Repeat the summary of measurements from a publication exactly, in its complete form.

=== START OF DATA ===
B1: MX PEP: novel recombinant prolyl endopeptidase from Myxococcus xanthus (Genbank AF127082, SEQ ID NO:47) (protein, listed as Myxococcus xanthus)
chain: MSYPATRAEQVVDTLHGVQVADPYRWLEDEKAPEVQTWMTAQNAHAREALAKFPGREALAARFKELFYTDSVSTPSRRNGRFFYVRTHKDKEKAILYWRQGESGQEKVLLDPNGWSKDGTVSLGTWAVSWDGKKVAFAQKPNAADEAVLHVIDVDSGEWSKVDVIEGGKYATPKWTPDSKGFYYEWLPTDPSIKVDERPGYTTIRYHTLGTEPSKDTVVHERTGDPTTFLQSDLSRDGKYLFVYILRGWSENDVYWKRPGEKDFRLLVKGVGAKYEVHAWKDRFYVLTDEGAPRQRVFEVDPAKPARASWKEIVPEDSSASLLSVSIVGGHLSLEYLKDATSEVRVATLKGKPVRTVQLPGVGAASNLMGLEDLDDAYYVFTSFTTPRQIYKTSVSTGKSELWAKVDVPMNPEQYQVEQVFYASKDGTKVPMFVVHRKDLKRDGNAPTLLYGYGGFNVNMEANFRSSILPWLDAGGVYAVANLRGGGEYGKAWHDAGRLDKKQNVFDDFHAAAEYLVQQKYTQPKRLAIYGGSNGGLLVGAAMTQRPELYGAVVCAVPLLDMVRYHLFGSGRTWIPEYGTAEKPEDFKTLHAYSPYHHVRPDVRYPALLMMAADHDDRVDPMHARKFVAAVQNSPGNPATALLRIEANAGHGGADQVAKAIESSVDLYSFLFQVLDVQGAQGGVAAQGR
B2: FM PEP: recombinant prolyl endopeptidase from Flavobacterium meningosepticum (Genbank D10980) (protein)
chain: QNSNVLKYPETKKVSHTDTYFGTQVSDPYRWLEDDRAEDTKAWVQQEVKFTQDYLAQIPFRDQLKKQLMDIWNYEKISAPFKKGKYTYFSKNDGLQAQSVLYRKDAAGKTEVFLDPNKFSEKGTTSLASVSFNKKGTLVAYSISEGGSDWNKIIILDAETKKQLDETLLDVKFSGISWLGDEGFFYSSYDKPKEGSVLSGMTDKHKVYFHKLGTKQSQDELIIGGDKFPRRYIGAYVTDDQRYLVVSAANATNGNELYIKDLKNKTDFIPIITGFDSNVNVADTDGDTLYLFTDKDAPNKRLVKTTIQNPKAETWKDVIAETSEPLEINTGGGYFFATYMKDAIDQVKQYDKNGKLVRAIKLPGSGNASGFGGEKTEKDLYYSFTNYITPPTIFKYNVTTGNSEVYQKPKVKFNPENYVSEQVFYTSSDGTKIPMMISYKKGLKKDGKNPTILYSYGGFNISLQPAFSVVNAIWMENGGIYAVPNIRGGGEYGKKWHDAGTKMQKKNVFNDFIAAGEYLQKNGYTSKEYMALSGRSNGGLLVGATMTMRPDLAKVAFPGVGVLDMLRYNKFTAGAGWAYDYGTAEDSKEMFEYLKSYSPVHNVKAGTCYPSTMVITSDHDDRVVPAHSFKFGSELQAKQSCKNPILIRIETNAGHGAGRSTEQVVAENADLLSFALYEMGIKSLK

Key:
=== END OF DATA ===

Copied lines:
B1: MX PEP: novel recombinant prolyl endopeptidase from Myxococcus xanthus (Genbank AF127082, SEQ ID NO:47) (protein, listed as Myxococcus xanthus)
chain: MSYPATRAEQVVDTLHGVQVADPYRWLEDEKAPEVQTWMTAQNAHAREALAKFPGREALAARFKELFYTDSVSTPSRRNGRFFYVRTHKDKEKAILYWRQGESGQEKVLLDPNGWSKDGTVSLGTWAVSWDGKKVAFAQKPNAADEAVLHVIDVDSGEWSKVDVIEGGKYATPKWTPDSKGFYYEWLPTDPSIKVDERPGYTTIRYHTLGTEPSKDTVVHERTGDPTTFLQSDLSRDGKYLFVYILRGWSENDVYWKRPGEKDFRLLVKGVGAKYEVHAWKDRFYVLTDEGAPRQRVFEVDPAKPARASWKEIVPEDSSASLLSVSIVGGHLSLEYLKDATSEVRVATLKGKPVRTVQLPGVGAASNLMGLEDLDDAYYVFTSFTTPRQIYKTSVSTGKSELWAKVDVPMNPEQYQVEQVFYASKDGTKVPMFVVHRKDLKRDGNAPTLLYGYGGFNVNMEANFRSSILPWLDAGGVYAVANLRGGGEYGKAWHDAGRLDKKQNVFDDFHAAAEYLVQQKYTQPKRLAIYGGSNGGLLVGAAMTQRPELYGAVVCAVPLLDMVRYHLFGSGRTWIPEYGTAEKPEDFKTLHAYSPYHHVRPDVRYPALLMMAADHDDRVDPMHARKFVAAVQNSPGNPATALLRIEANAGHGGADQVAKAIESSVDLYSFLFQVLDVQGAQGGVAAQGR
B2: FM PEP: recombinant prolyl endopeptidase from Flavobacterium meningosepticum (Genbank D10980) (protein)
chain: QNSNVLKYPETKKVSHTDTYFGTQVSDPYRWLEDDRAEDTKAWVQQEVKFTQDYLAQIPFRDQLKKQLMDIWNYEKISAPFKKGKYTYFSKNDGLQAQSVLYRKDAAGKTEVFLDPNKFSEKGTTSLASVSFNKKGTLVAYSISEGGSDWNKIIILDAETKKQLDETLLDVKFSGISWLGDEGFFYSSYDKPKEGSVLSGMTDKHKVYFHKLGTKQSQDELIIGGDKFPRRYIGAYVTDDQRYLVVSAANATNGNELYIKDLKNKTDFIPIITGFDSNVNVADTDGDTLYLFTDKDAPNKRLVKTTIQNPKAETWKDVIAETSEPLEINTGGGYFFATYMKDAIDQVKQYDKNGKLVRAIKLPGSGNASGFGGEKTEKDLYYSFTNYITPPTIFKYNVTTGNSEVYQKPKVKFNPENYVSEQVFYTSSDGTKIPMMISYKKGLKKDGKNPTILYSYGGFNISLQPAFSVVNAIWMENGGIYAVPNIRGGGEYGKKWHDAGTKMQKKNVFNDFIAAGEYLQKNGYTSKEYMALSGRSNGGLLVGATMTMRPDLAKVAFPGVGVLDMLRYNKFTAGAGWAYDYGTAEDSKEMFEYLKSYSPVHNVKAGTCYPSTMVITSDHDDRVVPAHSFKFGSELQAKQSCKNPILIRIETNAGHGAGRSTEQVVAENADLLSFALYEMGIKSLK

Key: